‘The Best Tool We Have’ for Self-Harming and Suicidal Teens
Parents seeking therapy for teenagers who self-harm or suffer from anxiety, depression or suicidal thoughts face an imposing thicket of treatment options and acronyms: cognitive behavioral therapy (C.B.T.), parent management training (P.M.T.), collaborative assessment and management of suicidality (CAMS), acceptance and commitment therapy (ACT) and others.
Each approach can benefit a particular subset of people. But for teenagers at acute risk for self-harm and suicide, health experts and researchers increasingly point to dialectical behavior therapy, or D.B.T., as an effective treatment.
“As of this moment, it’s probably the best tool we have,” said Michele Berk, a child and adolescent psychologist at Stanford University.
In a 2018 study in the journal JAMA Psychiatry, Dr. Berk and her colleagues found that D.B.T. led to sharper drops in suicidal attempts and self-harm among adolescents than a more generalized therapy did. A 2014 study by researchers in Norway found a similar effect, noting that the therapy also has a relatively low dropout rate, and concluded that “it is indeed possible for adolescents to be engaged, retained, and treated” using D.B.T. The therapy is also identified as a key evidence-based treatment by the American Academy of Pediatrics. If anything, Dr. Berk said, D.B.T. “is not available enough.”
How D.B.T. works
Dialectical behavior therapy is a subset of cognitive behavioral therapy, which aims to reframe a person’s thoughts and behavior. D.B.T. focuses initially on behavior and raw emotion, helping the individual surmount moments of crisis and understand what prompted the behavior in the first place.
D.B.T. is intensive. The fullest version of the program, which can take six months to a year to complete, has four components: individual therapy for the teenager; group therapy; training for teenagers and their parents to teach emotional regulation, and phone access to a therapist to help during a crisis.
Medication is a source of tension among experts in adolescent mental health, who note that drugs can be too easily prescribed, or prescribed in combinations with unknown side effects. But they can be vital as one tool to stabilize an adolescent.
“The medication really helps take the edge off,” said Dr. Berk of Stanford. “But there’s no medication for suicidal behavior. The medication is for depression and anxiety, and the patient needs to learn other behavioral skills that the medication does not teach you.”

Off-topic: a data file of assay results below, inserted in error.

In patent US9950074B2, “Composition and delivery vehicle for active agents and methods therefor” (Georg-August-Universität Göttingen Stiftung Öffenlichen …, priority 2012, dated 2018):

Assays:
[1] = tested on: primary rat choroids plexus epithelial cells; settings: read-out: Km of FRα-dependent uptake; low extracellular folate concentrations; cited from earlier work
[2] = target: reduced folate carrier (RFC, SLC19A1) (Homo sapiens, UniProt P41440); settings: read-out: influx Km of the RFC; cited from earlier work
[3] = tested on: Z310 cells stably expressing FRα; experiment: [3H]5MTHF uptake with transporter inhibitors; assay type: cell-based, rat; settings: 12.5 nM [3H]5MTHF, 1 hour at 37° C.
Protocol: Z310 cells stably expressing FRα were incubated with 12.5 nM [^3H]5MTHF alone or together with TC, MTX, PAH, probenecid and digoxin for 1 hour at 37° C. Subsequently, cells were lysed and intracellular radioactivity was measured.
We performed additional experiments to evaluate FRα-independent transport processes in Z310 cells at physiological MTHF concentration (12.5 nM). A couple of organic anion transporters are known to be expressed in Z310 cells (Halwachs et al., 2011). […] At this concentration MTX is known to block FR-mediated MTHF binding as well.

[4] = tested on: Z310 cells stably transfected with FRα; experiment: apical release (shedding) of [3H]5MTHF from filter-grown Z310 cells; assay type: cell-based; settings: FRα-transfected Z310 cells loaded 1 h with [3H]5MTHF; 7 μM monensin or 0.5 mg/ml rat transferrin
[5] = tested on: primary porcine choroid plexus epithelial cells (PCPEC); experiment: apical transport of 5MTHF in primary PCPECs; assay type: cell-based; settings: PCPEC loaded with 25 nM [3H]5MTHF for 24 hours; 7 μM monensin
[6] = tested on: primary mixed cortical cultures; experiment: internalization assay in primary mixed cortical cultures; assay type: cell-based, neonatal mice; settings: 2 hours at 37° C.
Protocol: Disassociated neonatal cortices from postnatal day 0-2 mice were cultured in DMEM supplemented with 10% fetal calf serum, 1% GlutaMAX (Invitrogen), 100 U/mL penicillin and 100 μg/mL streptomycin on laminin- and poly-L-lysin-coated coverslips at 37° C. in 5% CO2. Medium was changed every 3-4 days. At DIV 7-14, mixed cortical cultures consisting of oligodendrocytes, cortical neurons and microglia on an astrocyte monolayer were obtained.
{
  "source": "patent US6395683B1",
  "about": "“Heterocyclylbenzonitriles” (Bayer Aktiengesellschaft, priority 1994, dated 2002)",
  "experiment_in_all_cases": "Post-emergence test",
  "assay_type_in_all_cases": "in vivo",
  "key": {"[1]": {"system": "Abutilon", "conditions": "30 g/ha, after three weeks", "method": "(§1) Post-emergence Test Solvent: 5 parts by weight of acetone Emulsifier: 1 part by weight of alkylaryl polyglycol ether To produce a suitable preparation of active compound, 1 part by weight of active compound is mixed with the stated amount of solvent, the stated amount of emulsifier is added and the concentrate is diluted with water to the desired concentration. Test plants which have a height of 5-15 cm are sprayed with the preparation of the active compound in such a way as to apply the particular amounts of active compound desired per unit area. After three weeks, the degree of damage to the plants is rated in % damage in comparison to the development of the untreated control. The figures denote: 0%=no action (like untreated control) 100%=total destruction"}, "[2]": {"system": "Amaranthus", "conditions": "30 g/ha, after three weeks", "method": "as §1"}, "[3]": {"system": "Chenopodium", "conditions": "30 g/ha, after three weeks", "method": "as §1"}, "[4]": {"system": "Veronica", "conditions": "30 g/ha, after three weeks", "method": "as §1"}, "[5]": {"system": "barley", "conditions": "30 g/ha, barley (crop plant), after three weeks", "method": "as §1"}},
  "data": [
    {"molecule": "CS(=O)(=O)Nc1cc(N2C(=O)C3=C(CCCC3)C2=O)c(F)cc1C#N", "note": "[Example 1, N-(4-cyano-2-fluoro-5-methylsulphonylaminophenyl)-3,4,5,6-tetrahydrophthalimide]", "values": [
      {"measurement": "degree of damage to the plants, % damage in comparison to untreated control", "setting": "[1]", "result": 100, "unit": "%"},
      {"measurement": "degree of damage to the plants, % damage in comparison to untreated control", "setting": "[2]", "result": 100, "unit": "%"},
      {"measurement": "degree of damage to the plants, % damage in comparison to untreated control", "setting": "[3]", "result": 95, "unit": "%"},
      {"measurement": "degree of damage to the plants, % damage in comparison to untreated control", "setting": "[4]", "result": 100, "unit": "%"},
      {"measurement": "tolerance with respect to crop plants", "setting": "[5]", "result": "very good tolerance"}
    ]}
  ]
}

Slimmed-down versions of D.B.T. exist, and they may also work for adolescents experiencing self-harm and suicidal tendencies, experts said. But, these experts cautioned, many of these emerging variations have not been studied with the same rigor as the fuller treatment.
Anecdotally, adolescents who have had some D.B.T. or C.B.T. training appear better equipped to deal with distress and suicidal feelings, according to Dr. Stephanie Kennebeck, a pediatric emergency room doctor at Cincinnati Children’s Hospital who has researched therapeutic approaches to suicidal impulses.
Therapy for parents, too
In D.B.T., the adolescent isn’t the only one learning. Parents are trained to validate the feelings of their teenagers, as irrational as those feelings may seem.
“The mistake parents make, even well-meaning and loving parents, is to minimize the feelings,” Jill Rathus, a psychologist practicing in Long Island said. Telling a distraught adolescent “to just go for a walk, or focus on schoolwork, is like telling them to climb Everest.”
She said that the adolescent cannot hear the words, and they quickly “learn not to trust” strong feelings or emotions. Parents take group classes where they are guided to understand what teenagers are going through and taught specific ways to address the distress.
Excerpted from “‘The Best Tool We Have’ for Self-Harming and Suicidal Teens” in The New York Times. Read more about how DBT works, therapy costs, other therapeutic models, and more in the full article.
Source: The New York Times | The Best Tool We Have’ for Self-Harming and Suicidal Teens, https://www.nytimes.com/2022/08/27/health/dbt-teens-suicide.html | © 2022 The New York Times Company
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